“Some longtime trusted sources have become nervous and anxious about talking with us,” AP president and chief executive Gary Pruitt said in a speech to the National Press Club.
“In some cases, government employees we once checked in with regularly will no longer speak to us by phone. Others are reluctant to meet in person … This chilling effect on newsgathering is not just limited to AP.
“Journalists from other news organizations have personally told me that it has intimidated both official and nonofficial sources from speaking to them as well.”
Pruitt spoke one month after the US news agency revealed that it had been notified after the fact that the US Justice Department had secret subpoenas of two months of phone records from its news operations.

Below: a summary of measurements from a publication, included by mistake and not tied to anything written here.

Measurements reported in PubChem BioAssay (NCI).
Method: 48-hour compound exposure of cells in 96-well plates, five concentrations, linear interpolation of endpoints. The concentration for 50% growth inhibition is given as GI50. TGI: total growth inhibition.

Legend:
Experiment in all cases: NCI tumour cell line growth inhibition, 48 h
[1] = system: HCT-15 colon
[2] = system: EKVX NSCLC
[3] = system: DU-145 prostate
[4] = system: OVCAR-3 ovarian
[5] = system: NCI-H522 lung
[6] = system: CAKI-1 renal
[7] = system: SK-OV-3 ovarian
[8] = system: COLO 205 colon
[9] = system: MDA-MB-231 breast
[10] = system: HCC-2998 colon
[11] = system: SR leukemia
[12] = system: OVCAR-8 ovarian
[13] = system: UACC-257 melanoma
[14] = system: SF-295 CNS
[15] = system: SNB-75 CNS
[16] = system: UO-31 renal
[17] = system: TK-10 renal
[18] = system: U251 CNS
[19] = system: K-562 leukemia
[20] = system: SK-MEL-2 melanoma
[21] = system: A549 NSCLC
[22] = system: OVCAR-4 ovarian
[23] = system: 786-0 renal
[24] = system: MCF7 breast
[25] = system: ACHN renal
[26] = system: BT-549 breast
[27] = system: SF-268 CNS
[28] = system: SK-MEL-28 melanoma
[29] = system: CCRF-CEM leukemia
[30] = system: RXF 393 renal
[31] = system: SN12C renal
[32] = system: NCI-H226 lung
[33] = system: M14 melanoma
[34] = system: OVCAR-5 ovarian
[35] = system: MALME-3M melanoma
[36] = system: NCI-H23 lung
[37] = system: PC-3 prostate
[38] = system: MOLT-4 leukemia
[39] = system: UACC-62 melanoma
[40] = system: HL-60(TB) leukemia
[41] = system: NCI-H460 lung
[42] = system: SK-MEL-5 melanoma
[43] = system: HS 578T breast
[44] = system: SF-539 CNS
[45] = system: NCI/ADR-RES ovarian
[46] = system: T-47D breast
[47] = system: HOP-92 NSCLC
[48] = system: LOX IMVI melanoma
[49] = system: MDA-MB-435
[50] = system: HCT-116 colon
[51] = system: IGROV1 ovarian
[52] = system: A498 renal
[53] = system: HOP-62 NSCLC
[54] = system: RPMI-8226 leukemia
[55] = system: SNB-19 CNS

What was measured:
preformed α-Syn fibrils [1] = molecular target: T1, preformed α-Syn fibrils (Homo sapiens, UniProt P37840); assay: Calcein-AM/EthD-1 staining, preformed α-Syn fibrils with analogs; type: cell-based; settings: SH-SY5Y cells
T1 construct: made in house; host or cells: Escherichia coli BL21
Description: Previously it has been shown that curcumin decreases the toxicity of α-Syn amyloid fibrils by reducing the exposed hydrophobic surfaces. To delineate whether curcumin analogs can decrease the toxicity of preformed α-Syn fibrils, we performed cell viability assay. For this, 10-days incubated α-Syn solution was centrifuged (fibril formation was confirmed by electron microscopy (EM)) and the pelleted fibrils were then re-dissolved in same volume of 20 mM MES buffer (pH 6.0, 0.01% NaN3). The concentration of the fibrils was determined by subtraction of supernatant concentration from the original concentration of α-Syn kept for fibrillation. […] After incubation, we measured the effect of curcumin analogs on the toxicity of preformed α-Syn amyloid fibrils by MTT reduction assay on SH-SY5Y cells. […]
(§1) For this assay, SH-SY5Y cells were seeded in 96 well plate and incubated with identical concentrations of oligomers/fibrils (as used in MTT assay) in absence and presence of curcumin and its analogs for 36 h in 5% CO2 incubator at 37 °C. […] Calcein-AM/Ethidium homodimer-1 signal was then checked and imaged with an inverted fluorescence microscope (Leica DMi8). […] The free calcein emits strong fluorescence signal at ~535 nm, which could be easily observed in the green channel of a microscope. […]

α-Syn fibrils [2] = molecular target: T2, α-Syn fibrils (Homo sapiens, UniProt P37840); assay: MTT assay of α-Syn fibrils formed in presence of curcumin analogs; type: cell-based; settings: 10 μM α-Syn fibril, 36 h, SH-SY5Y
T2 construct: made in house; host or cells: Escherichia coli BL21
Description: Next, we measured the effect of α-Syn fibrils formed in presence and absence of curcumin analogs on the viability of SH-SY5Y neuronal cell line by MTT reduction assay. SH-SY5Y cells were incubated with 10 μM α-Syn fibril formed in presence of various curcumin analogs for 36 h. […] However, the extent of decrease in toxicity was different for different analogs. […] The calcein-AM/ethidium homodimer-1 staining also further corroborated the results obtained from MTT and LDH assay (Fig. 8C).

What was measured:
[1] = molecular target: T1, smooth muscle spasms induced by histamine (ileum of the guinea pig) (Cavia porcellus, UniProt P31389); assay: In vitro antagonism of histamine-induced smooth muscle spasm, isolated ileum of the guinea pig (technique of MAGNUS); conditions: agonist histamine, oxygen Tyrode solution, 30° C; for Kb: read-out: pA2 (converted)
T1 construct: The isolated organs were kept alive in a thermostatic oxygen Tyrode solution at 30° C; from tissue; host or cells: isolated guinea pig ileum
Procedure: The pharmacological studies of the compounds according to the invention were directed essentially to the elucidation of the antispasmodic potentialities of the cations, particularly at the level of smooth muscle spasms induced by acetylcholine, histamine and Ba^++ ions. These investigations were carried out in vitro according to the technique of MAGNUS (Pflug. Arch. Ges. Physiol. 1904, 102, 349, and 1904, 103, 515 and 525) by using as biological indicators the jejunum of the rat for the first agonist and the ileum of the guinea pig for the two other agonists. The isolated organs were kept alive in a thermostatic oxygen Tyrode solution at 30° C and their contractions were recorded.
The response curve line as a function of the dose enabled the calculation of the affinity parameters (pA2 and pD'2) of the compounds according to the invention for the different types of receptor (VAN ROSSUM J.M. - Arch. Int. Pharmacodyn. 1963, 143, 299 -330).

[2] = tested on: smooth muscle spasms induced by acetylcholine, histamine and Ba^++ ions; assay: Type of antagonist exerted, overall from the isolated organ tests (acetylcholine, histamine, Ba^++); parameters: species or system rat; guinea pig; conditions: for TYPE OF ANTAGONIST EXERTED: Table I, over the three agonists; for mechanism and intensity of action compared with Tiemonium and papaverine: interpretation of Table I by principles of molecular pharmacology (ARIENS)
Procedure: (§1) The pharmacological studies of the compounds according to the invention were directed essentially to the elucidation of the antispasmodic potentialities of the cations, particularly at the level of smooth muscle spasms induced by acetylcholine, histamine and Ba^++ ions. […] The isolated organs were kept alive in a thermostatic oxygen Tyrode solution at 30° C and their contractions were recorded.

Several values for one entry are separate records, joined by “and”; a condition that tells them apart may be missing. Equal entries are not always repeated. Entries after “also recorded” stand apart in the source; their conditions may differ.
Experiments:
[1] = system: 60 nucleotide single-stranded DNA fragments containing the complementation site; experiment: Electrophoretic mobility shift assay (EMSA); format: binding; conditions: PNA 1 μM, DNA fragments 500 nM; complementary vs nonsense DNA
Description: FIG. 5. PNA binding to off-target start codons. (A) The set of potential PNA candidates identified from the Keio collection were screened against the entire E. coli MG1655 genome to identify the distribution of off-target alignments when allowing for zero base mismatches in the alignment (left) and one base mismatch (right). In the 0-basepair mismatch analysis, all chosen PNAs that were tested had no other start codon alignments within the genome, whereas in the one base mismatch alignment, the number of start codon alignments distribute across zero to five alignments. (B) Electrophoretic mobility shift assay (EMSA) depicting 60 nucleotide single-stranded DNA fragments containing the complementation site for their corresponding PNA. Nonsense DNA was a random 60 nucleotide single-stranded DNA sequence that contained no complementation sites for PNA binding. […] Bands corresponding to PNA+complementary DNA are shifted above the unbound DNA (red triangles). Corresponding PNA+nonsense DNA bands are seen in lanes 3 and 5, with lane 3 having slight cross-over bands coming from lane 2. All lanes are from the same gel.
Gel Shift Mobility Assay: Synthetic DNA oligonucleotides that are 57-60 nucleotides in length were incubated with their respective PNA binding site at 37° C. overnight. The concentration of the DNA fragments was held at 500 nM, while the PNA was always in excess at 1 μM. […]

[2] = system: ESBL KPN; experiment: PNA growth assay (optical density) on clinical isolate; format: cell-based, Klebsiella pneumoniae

The AP has said US authorities appeared to have sought out the records as part of a criminal investigation into leaked information contained in a May 2012 AP story about a foiled terror plot.
Pruitt, who previously called the seizure “a massive and unprecedented intrusion” into newsgathering, said the Justice Department “violated its own rules” on how it handles investigations of leaks to news media.
He said the collection of records pertaining to more than 100 journalists was “an overbroad and sloppy fishing expedition” and failed to follow procedures on notification.
Pruitt said that authorities maintained that by notifying the AP ahead of the sweep “it would have tipped off the leaker” but argued “that kind of reasoning would apply in every single case.”
This rationale would mean news organizations would never know when its records are being obtained, news sources would become less willing to speak and “the public will only know what the government wants them to know.”